Elaine McDavitt Stageberg

Position: 
Speech Faculty

TO: All Faculty and Staff Members
FROM: Margarette Eby, Dean, College of Humanities and Fine Arts
DATE: January 19, 1979

Dr. Elaine McDavitt Stageberg, emeritus professor of Speech at the University of Northern Iowa, died on January 19, 1979.

She was born in Marseilles, Illinois, in 1910. Dr. McDavitt Stageberg received her B.S. and M.A. degrees from Northwestern University's School of Speech and her Ph.D. from the University of Michigan. She took postgraduate work at Stanford University, Shakespeare Institute, University of Birmingham, England, and at the Sorbonne, Paris.

In addition to her 29 years of service at UNI, she had taught in the public schools of Indiana, at the Liggett School of Detroit, and the University of Northern Michigan.

Her professional honors include: Trueblood Fellowship, University of Michigan, 1943-44; Professional Development Leave for theatre history research in New York and England in 1967; and Who's Who in American Women. In 1974 she received the Iowa Communication Award for outstanding service to Speech Education in Iowa.

Dr. McDavitt held numerous offices associated with her profession among which were: Executive Secretary, Iowa Speech Association, 1961-67; Advisory Board, Central States Speech Association, 1961-67; Committee of 50, Speech Communication Association, 1963-73; News Editor, E.T.J., 1952-55. In addition to offices associated with her professional work, she served as President of the Cedar Falls Branch of AAUW, 1960-62.

Dr. McDavitt Stageberg retired from the University of Northern Iowa in May 1976 after an illustrious teaching career.

Services for Dr. McDavitt Stageberg are pending. A memorial service will be held at 4:30 P.M. on Thursday, January 25 in the Strayer Wood Theatre.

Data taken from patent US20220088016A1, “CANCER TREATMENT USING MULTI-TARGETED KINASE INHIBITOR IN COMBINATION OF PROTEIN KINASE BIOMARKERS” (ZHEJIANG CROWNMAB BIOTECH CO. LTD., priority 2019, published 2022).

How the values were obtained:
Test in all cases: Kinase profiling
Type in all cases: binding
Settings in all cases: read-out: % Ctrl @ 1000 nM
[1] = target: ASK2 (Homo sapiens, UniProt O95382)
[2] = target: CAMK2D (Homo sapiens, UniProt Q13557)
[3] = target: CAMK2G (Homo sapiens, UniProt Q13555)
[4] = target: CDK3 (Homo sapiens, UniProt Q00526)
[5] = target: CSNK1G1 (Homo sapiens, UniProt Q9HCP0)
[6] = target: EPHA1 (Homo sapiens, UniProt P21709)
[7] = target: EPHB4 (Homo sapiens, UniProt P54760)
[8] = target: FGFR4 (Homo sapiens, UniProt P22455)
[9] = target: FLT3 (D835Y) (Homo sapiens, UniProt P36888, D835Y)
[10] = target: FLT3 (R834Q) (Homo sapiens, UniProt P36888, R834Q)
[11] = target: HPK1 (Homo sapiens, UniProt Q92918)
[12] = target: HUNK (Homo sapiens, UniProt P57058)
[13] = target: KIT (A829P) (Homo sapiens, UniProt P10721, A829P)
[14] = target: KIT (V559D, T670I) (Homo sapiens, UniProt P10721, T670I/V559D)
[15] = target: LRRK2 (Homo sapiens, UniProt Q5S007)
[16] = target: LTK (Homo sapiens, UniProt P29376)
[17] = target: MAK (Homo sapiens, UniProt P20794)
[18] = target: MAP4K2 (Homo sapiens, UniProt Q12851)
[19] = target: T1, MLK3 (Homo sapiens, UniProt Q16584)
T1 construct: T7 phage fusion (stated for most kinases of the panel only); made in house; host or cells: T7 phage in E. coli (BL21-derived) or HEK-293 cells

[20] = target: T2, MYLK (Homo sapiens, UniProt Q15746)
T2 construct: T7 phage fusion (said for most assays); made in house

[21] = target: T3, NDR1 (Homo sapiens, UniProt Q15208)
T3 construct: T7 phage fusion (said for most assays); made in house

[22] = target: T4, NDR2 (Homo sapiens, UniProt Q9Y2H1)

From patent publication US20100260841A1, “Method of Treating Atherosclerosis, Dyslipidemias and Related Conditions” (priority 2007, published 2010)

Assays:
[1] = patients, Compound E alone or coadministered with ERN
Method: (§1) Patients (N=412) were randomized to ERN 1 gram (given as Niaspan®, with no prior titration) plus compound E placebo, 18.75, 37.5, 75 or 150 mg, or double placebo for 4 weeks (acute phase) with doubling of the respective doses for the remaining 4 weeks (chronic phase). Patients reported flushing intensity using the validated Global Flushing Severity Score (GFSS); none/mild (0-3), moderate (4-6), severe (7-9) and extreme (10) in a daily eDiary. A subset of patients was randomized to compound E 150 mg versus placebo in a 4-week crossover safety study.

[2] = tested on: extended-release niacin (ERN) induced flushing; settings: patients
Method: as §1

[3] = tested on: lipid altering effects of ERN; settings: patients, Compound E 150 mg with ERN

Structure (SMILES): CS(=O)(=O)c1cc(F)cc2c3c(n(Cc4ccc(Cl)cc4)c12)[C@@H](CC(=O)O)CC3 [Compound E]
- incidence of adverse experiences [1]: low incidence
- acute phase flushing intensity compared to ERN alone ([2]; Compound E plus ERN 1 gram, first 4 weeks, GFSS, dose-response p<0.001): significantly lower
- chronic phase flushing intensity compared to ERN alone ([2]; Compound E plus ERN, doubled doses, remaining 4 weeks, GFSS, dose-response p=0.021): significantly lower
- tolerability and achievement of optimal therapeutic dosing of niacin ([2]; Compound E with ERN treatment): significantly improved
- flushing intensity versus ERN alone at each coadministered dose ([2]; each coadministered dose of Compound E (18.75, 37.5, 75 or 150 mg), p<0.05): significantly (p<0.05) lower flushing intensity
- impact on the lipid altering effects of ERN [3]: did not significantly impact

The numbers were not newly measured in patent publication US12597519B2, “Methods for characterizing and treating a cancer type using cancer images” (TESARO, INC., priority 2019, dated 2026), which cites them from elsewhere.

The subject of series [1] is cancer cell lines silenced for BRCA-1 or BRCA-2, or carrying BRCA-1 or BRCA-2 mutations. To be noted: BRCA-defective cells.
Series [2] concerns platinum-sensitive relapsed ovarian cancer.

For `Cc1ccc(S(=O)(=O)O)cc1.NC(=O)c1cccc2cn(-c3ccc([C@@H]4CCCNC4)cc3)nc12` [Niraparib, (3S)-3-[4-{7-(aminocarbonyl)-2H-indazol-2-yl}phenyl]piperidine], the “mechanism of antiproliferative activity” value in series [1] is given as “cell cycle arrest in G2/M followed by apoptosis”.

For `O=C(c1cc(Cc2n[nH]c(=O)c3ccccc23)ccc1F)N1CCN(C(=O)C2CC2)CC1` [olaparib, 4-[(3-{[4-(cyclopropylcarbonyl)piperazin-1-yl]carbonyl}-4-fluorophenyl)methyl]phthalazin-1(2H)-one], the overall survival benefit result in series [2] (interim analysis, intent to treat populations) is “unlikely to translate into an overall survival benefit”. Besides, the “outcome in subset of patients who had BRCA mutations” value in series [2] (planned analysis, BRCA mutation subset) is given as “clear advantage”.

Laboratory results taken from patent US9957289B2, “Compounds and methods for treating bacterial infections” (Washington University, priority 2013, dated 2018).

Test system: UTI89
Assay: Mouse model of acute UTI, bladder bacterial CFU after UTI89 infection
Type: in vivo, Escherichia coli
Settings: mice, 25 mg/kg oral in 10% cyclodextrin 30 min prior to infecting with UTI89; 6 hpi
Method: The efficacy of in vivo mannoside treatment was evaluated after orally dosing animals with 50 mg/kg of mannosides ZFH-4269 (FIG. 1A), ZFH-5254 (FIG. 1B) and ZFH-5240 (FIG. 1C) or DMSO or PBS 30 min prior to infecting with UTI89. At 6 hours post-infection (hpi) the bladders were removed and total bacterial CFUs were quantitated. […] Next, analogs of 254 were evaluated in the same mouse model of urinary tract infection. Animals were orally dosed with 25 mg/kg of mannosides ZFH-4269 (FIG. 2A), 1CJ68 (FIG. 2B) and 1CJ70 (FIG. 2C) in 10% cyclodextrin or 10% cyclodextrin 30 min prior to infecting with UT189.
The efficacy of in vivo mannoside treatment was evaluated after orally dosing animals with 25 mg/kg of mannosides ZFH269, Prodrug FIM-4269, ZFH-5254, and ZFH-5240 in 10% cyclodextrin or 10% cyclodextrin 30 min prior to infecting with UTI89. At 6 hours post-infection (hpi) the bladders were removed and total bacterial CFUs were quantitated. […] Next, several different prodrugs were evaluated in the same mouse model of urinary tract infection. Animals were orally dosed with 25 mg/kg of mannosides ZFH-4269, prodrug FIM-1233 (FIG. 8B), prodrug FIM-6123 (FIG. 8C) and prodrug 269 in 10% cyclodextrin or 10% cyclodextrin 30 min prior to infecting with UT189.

1/22/79

MEMORIAL SERVICES SET FOR LONG-TIME UNI PROF, ELAINE MCDAVITT STAGEBERG

CEDAR FALLS--Memorial services for Dr. Elaine McDavitt Stageberg, 1710 Tremont St., an emeritus professor of speech at the University of Northern Iowa, will be held at 4:30 p.m. Thursday (Jan. 25) at the Strayer-Wood Theatre at UNI.

Dr. McDavitt Stageberg, 68, died Friday (Jan. 19) at Sartori Hospital in Cedar Falls, following an extended illness.

She was born March 19, 1910, in Marseilles, Illinois, the daughter of the Rev. Arthur A. McDavitt, a universalist minister, and Naomi McDavitt. She married Norman Stageberg in 1975. She is survived by her husband, of 1710 Tremont St., and her mother and a brother, Murray, both of Muncie, Indiana.

She received her high school education in Muncie, Indiana, and earned bachelor's and master's degrees from Northwestern University in 1930 and 1935, respectively. She received a Ph.D. degree in speech in 1946 from the University of Michigan.

She took post-graduate work at the Sorbonne in Paris, Stanford University and the Shakespeare Institute in Stratford-on-Avon and the University of Birmingham, both in England.

Before joining the UNI faculty in 1947, she taught in the Muncie public schools, the Lake School for Girls in Milwaukee, the Ligget School for Girls in Detroit, and at Northern Michigan University. She retired in May 1976, after 29 years of service to UNI, where she spent a major portion of her teaching career specializing in oral interpretation and creative dramatics.

Her professional honors include a Trueblood Fellowship to the University of Michigan in 1943-44, a UNI professional development leave for theatre history research in New York and England in 1967, and inclusion in Who's Who of American Women. In 1974, she received the Iowa Communication Association Honorary Service Award for outstanding service to speech education in Iowa.

Dr. McDavitt Stageberg was active in the American Association of University Women, serving as president of the Cedar Falls branch; the World Federalists; and the Democratic party.

She was a lifetime member of the Speech Communication Association and a member of Theta Alpha Phi, a national honorary dramatics fraternity. She served as executive secretary of the Iowa Speech Association from 1961-67; on the advisory board of the Central States Speech Association from 1961-67; and on the Committee of 50, Speech Communication Association from 1963-73.

The family requests that those persons wishing to contribute to a memorial fund address a check to the UNI Foundation for the Strayer-Wood Theatre in her memory. Memorials should be sent to the UNI Alumni Affairs & Development Office, 137 A & I Building, UNI, Cedar Falls, Iowa 50613.

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